Speechifying about education can put even the most ardent supporters to sleep. But data speak in clear, clipped sentences.
In recent years the city’s public school system has steadily upped its game on both figures.
Viewed across a decade, the difference is dramatic. While in 2006 the four-year graduation rate in Worcester was a poor 67.2 percent, last year it reached 81.9 percent, the state Department of Elementary and Secondary Education reported. Similarly, the dropout rate has improved from 2007-2008’s worrisome 4.7 percent to last year’s 1.9 percent.
This change is real, and reflects concerted and thoughtful efforts to make our schools better performers on the many elements — not all of them measurable — that make up education.
Of course as a self-respecting school district, these marks also say: Needs improvement.
There are still far too many students who give up on school, or who stick it out but don’t graduate in the typical four-year progression. And year after year, the graduation and dropout numbers point out significant gaps when broken down by race, economic background, gender (with girls consistently more likely to stay in school and graduate) and other factors.
Credit goes to teachers, administrators, community leaders, parents and the students themselves for taking their roles seriously. They put in the hours, effort and belief that show in the state’s rows and tables of statistics. Gradually, success builds on success in our schools, with incalculable benefits.
A data-driven approach has been part of the answer in improving the city’s graduation and dropout rates, David Perda, the school system’s chief research and accountability officer, told the Telegram & Gazette. Armed with stark data, school staff can, for example, target efforts toward dropout prevention and other goals, beginning in the lower grades.
There is tremendous value, too, in asking the right questions. That can get at the cause of problems, and help show the path to better school experiences and outcomes.
In the same T&G report last Wednesday, Worcester Superintendent Maureen F. Binienda said: “We’re looking at every component. We’re not just saying, ‘This student isn’t here.’ We’re saying, ‘Why aren’t they here’?”
In terms of graduation and dropout rates Worcester is not only improving on its own past performance, it’s catching up to the state average. That’s especially noteworthy in light of the fact that those state averages have also made strides.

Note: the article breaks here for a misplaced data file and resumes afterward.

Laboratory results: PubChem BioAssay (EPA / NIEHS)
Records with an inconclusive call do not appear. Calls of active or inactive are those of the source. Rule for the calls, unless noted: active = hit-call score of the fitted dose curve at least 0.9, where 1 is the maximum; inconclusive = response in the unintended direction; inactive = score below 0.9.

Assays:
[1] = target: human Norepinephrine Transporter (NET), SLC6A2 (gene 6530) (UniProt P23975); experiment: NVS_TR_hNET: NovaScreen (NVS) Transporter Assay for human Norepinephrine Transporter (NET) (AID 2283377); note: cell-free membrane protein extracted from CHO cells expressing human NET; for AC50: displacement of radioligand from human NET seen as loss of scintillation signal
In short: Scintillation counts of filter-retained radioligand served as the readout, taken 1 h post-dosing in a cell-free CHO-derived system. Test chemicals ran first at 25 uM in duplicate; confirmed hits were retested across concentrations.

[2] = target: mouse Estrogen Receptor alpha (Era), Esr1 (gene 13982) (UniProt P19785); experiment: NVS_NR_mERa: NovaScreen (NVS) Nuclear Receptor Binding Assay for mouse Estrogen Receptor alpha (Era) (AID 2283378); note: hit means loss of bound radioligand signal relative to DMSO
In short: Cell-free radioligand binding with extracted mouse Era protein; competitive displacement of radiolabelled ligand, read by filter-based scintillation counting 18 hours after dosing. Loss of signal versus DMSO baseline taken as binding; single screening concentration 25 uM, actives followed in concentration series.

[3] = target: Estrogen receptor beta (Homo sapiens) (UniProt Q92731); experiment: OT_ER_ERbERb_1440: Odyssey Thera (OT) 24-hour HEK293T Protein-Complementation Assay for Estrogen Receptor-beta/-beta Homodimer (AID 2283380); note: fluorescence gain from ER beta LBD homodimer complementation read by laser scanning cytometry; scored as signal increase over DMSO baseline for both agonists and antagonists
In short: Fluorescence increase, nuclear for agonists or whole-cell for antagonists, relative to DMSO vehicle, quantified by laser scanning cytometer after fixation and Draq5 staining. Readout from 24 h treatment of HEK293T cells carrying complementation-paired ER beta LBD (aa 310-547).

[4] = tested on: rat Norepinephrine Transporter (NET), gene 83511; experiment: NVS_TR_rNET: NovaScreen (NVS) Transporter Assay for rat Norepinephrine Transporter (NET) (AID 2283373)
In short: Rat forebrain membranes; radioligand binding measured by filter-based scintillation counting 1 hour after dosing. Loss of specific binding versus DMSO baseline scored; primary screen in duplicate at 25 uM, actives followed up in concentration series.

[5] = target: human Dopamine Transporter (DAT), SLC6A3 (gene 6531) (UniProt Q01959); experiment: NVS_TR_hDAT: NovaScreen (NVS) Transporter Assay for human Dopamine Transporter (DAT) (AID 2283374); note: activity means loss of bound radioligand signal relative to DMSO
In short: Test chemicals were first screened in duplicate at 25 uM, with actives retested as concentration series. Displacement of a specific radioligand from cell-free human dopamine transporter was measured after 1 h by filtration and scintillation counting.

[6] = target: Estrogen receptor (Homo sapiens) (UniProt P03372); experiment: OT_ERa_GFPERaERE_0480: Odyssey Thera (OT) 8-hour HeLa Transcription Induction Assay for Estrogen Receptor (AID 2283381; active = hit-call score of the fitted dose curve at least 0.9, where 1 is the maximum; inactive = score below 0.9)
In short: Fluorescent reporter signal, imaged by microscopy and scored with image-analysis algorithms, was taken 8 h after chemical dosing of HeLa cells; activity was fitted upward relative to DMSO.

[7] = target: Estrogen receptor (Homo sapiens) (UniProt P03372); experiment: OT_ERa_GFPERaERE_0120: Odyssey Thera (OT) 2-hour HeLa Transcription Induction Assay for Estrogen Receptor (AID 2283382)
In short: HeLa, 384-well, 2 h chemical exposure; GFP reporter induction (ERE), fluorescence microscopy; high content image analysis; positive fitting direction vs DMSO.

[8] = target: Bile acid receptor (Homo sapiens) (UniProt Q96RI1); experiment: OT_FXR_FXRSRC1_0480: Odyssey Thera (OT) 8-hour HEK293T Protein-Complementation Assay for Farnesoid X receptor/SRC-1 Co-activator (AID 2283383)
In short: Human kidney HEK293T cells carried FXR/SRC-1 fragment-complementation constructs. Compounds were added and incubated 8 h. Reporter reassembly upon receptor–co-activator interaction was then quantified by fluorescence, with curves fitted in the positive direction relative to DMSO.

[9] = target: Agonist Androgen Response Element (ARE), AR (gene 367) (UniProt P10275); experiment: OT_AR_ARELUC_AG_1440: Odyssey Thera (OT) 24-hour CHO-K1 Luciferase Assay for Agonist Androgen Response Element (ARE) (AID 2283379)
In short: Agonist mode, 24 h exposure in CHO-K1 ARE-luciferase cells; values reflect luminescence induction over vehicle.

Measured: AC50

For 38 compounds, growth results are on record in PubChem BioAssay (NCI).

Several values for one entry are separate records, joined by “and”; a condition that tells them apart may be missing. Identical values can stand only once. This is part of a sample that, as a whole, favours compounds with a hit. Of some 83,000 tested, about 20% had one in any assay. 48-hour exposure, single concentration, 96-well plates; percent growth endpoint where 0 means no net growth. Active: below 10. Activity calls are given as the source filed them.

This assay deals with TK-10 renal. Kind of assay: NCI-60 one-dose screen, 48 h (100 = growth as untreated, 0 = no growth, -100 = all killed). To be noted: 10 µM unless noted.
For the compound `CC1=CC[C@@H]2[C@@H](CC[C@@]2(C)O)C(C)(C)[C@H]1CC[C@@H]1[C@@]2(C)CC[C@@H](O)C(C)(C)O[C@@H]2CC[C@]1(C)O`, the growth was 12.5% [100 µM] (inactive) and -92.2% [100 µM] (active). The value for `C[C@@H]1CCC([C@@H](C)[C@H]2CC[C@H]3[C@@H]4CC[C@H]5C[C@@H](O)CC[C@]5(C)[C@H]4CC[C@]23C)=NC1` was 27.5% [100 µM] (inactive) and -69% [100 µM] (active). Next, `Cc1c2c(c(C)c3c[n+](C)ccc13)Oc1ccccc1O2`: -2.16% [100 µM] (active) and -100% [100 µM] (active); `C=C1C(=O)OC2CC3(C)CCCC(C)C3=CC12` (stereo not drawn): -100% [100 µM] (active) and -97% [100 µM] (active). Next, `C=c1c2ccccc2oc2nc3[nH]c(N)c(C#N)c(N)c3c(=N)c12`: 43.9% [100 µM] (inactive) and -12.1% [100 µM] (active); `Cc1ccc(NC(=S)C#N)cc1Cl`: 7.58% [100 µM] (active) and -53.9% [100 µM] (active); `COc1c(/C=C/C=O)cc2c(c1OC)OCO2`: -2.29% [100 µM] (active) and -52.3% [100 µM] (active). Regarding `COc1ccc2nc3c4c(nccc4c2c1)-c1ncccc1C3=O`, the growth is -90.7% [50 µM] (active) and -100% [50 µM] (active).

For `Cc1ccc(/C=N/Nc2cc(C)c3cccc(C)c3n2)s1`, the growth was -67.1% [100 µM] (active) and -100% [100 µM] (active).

Massachusetts’ four-year graduation rate in 2006 was 79.9 percent. Last year, it was 87.5, rising for the 10th straight year. The two figures for Worcester’s public school system — 67.2 percent (2006) and 81.9 percent (2016) — show that in a decade, the city made an even bigger leap than the state.
The state’s dropout rate in 2007-08 was 3.4 percent, improving to 1.9 percent in 2015-16. The city, meanwhile, improved from 4.7 percent in 2007-08 to the same average as the state’s, 1.9 percent.
As a large and highly diverse urban school district, Worcester faces just about every challenge in the book when the kids walk through the door. It does not post the often impressive academic results of smaller, wealthier communities. But as of last year, the city is at the state average on dropout rates and is not too far off from attaining the state’s average graduation rate.
Of course, education is not a contest and students are not statistics.
But as indicators of the overall health and success of a school system — not to mention the enormous lifelong difference a diploma can make to anyone who earns one — dropout and graduation rates matter deeply.
The undeniably positive trends told by the data are cause for both celebration and motivation.
We want Worcester to continue pushing hard on raising its high school graduation rate and lowering its dropout rate. It’s vitally important, too, to keep standards high; a diploma needs to remain attainable but also tough to get in terms of the learning, commitment and all-around competency it represents.
Student by student, and for the community, in countless ways, the precious years of school are worth the work.